Energy self-sufficient houses for California

Friday — 21. December 2018

Today, in Mountain View, the home of Google, I experienced a start-up that is very atypical for Silicon Valley. Not a software firm, not a tech company - no, a house construction enterprise, building single-family homes for its customers in California. The motto of Jennifer Dickson and her husband: zero energy! + smart home!

With their start-up the two founders passed through the familiar “Y Combinator” accelerator, where they received what they needed to develop their business model in a way that gives it the right product-market fit. Talking to Acre Designs, I frequently encounter the same keywords that all founders here employ for a successful start: recognising the “pain” of the customer, developing a “value proposition” for the “customer segment”, lean start-up, pivoting and many more – the methods that once made HP and later Google grow are now successfully employed in all start-ups like Acre Designs.

I learned that building in California is anything but easy. Jennifer considers California to be the toughest market in the entire United States for house builders – building land is scarce, large housing projects are seldom approved and sites for classic single-family dwellings are also mostly approved in batches of 10 lots. Building regulations are complex and approval processes drag on. At the same time, many prospective building owners are not prepared to pay a premium for something special. It is within this context that Acre Designs developed the following business model, which it is now scaling up extensively.

Acre Designs is looking to standardise the building process! 2 types of family home are offered: Series A and Series B, for which there are various versions and equipment packages. Standardisation results in significant gains in efficiency: design details were firstly comprehensively developed, validated and tested, before being utilised in all houses and scaled up. The contractors work with these details on each project, with the same materials, thereby undergoing a learning curve with significant gains in efficiency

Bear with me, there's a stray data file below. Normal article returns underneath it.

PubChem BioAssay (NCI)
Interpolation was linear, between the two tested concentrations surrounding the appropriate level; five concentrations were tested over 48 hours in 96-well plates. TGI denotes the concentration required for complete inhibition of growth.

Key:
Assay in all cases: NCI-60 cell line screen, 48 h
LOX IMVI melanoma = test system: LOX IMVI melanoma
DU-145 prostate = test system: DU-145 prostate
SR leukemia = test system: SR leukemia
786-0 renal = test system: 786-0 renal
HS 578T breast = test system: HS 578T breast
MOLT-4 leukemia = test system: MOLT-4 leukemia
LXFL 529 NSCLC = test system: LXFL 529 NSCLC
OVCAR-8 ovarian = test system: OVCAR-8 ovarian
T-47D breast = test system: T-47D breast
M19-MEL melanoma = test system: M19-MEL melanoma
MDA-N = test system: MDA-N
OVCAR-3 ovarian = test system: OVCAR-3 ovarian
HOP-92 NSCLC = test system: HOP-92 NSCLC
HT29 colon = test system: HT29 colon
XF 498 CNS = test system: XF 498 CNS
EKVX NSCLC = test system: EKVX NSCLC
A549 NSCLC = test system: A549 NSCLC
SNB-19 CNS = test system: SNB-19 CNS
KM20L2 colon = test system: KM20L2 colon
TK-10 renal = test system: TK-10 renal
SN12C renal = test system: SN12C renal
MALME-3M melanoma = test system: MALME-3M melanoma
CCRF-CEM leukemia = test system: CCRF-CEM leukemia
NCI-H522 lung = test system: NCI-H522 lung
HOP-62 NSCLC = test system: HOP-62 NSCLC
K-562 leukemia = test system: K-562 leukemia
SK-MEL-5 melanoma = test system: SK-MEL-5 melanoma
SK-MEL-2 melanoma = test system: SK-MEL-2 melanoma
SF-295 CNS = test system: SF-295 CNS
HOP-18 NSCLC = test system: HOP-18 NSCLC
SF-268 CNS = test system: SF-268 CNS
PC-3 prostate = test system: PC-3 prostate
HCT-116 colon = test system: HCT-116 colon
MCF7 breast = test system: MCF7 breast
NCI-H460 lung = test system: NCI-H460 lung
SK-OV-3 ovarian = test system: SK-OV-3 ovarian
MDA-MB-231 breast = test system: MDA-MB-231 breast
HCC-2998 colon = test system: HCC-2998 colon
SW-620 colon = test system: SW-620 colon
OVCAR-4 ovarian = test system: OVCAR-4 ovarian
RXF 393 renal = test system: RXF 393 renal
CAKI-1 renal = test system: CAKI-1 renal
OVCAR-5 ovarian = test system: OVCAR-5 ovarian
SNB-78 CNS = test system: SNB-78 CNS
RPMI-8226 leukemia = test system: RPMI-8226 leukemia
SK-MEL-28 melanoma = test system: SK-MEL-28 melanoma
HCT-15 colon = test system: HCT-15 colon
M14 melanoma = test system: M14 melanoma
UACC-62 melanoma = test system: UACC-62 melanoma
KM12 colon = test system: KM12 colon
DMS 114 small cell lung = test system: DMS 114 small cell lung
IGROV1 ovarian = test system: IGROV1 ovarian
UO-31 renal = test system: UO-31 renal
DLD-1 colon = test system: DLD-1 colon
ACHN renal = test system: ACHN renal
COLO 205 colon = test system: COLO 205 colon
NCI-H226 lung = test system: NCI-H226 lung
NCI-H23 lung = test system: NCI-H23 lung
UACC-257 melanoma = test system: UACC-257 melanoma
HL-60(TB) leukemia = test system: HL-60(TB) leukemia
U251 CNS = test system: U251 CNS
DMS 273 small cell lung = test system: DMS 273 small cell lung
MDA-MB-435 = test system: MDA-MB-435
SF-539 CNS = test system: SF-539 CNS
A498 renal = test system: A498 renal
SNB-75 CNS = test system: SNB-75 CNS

Acre Designs looks for speed in all processes, avoiding waste and thereby reducing costs. These savings are then “invested” in high-quality materials, branded products and technology for the home. All (!) Acre Designs houses are not only zero energy buildings, they even produce more energy than they consume. All houses of the start-up are “standard” smart homes!

The core competencies Acre Designs has established are interesting:

  • Research + development
  • Design
  • Methods for co-operating with partners on realisation of designs
  • Building services + smart home technology

Whilst the prefabricated timber components are produced industrially by a partner and assembled on the construction site by a network of contractors, all of the building services are pre-assembled in the workshop of Acre Designs before being configured and installed and put into operation on site by the firm’s own employees. Acre Designs has realised that building services technology is a key element for generating customer enthusiasm, integrating it into its own value chain as a consequence.

The value proposition that Acre Designs offers from the customer viewpoint is zero energy smart homes which, thanks to increased efficiency, can be offered at a competitive price whilst also utilising well-known brands for interior equipment. Observed from the angle of the partner companies undertaking the manufacturing and fitting work, Acre Designs offers them a way to standardise and scale construction processes – as well as making them more profitable – in a way that other customers do not.

So what does the customer get out of it? – a single-family home that delivers a genuine brand experience through design and the brands used for the kitchen, interior fixtures and lighting. Viewed over the lifetime of the house, insulation, building services and smart home result in considerable savings on running costs.

German prefabricated housing has also achieved many of these points in the last 70 years. One thing that stands out to me in particular is that here in California there are a number of companies looking to specifically analyse customer requirements before applying the methodical competence of Silicon Valley to launch new -for the USA- business models. Whoever has this ability can also restructure construction business models in Europe and achieve success with these. Thinking one step further and combining the extensive construction know-how of Europe with the ability of the Bay Area to develop new markets, using new business models to establish new rules for these, the result could be completely new perspectives – including for Europe.

The author — Marc Natusch.

I am convinced that the traditional strength and professionalism of the German construction and construction supply industry offer significant opportunities for growth both nationally and internationally, if the chances offered by the mechanisation of buildings, the digitalisation of construction processes and the customer journey are used consistently. On my travels I also want to find out what else we can learn from other countries.

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